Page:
The Sol Goldman Pancreatic Cancer Research Center

Advances and Discoveries Made at Johns Hopkins

Screening for Early Pancreatic Neoplasia in High-Risk Individuals
Dr. Marcia Canto and colleagues from Johns Hopkins report the results of the "CAPS 2" screening for early pancreatic cancer program in the June issue of Clinical Gastroenterology and Hepatology. Dr. Canto screened 72 individuals with a strong family history of pancreatic cancer, 6 patients with the Peutz-Jeghers Syndrome, and 149 controls using a combination of endoscopic ultrasound (EUS) and computerized tomography (CT scanning). If something abnormal was identified the patients also underwent endoscopic retrograde cholangiopancreatography (ERCP). All of the patients were asymptomatic. Remarkably, 8 of the patients were found to have a tumor in their pancreas (10% yield of screening); 6 patients had 8 benign intraductal papillary mucinous neoplasms (IPMNs), 1 had an IPMN that progressed to invasive ductal adenocarcinoma, and 1 had pancreatic intraepithelial neoplasia. Endoscopic ultrasound (EUS) and computerized tomography (CT scanning) also diagnosed 3 patients with 5 extrapancreatic neoplasms. Endoscopic ultrasound (EUS) and endoscopic retrograde cholangiopancreatography abnormalities suggestive of chronic pancreatitis were more common in high-risk patients than in control subjects. From these studies, Dr. Canto concluded that screening EUS and CT diagnosed significant asymptomatic pancreatic and extrapancreatic neoplasms in high-risk individuals (people with a strong family history of pancreatic cancer and people with the Peutz-Jeghers Syndrome). Dr. Canto also concluded that abnormalities suggestive of chronic pancreatitis are identified more commonly in high-risk individuals. Dr. Canto plans to start "CAPS 3." More information about this research screening protocol will be posted on this web site as it becomes available.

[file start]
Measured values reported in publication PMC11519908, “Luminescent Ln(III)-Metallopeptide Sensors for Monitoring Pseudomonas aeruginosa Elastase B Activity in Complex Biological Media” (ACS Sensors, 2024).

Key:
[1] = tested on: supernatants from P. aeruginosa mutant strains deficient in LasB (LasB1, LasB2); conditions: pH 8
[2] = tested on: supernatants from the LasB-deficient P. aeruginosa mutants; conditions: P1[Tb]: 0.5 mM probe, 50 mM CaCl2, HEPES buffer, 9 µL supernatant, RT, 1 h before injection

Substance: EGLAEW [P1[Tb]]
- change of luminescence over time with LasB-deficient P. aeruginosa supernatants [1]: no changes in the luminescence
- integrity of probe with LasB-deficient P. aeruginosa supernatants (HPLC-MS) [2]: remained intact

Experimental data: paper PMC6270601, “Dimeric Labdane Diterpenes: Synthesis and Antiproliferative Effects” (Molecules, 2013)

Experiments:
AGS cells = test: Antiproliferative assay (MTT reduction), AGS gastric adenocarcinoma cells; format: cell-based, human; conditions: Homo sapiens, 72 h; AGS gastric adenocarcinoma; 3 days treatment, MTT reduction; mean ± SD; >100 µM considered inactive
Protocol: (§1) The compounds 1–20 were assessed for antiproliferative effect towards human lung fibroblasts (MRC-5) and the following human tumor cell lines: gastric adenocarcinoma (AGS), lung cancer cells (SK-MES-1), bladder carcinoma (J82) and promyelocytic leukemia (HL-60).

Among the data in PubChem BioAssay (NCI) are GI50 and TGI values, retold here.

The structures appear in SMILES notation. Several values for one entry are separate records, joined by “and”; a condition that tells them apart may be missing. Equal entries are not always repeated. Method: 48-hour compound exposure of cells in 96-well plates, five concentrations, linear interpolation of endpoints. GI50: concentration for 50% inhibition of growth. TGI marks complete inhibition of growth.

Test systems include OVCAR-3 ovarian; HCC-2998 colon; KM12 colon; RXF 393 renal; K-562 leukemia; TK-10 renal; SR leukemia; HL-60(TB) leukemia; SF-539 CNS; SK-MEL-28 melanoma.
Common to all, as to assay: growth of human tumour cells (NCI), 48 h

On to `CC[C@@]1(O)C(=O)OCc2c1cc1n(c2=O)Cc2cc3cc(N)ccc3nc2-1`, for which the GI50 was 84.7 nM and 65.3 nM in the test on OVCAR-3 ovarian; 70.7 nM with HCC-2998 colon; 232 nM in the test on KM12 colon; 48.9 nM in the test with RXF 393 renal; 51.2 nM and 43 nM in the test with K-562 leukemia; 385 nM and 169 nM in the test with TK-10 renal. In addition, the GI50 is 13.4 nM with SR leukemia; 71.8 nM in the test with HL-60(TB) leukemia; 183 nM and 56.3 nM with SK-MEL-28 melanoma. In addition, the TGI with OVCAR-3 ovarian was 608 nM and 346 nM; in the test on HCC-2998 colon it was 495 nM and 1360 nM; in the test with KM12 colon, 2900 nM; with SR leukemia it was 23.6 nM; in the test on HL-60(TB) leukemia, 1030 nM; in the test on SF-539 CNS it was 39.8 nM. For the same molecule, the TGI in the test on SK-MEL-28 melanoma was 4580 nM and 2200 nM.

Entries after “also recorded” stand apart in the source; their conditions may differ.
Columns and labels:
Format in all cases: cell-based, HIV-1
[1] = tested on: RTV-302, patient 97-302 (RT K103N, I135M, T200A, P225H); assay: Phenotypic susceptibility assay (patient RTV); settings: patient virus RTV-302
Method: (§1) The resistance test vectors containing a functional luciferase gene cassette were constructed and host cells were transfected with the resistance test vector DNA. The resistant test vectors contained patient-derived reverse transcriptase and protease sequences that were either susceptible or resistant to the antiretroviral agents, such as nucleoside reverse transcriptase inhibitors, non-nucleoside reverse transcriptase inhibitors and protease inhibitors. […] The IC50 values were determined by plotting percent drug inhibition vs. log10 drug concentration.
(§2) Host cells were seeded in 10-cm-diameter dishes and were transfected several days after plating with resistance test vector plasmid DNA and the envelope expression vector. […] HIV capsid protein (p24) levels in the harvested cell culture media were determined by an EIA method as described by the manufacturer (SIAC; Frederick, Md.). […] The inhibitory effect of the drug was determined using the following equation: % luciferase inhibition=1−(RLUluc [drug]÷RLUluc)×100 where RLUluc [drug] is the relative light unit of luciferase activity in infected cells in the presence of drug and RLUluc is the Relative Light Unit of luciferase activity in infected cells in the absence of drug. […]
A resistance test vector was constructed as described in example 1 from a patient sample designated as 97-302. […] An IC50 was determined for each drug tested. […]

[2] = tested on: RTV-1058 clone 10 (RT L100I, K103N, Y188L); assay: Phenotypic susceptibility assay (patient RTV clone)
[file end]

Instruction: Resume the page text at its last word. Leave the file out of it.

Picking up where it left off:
Clin Gastroenterol Hepatol. May 5, 2006

DNA methylation alterations in the pancreatic juice of patients with suspected pancreatic disease
The biggest challenge of pancreatic cancer is to try to detect the cancer at an early stage when it can be surgically removed. Dr. Michael Goggins' Early Detection Laboratory is dedicated to identifying new markers for the early detection of pancreatic cancer. Just as there is mammography for breast cancer and the PSA test for prostate cancer, so too do we need a test for early pancreatic cancer. Scientists working in The Early Detection Laboratory at Johns Hopkins examined the DNA in pancreatic juice samples that were collected from pancreatic cancer patients to determine if the DNA from these samples showed an abnormal amount of methylation. Methylation is the addition of an additional carbon to specific areas of the DNA. Hypermethylation (or too much methylation) of certain genes will stop the genes from working properly. In particular, hypermethylation of genes whose normal function is to protect a cell from developing into a cancer (tumor suppressor genes) or whose function is to repair damaged DNA (mismatch repair genes) have been associated with the development of cancer. The scientists found that there was more methylation in the pancreatic juice samples collected from pancreatic cancer patients than there was in the samples collected from chronic pancreatitis patients and patients with no history of pancreatic disease. This finding is important because it suggests that the detection and quantification of methylated DNA in pancreatic juice may provide a promising approach to the diagnosis of pancreatic cancer.

Cancer Res. 66:1208-17, 2006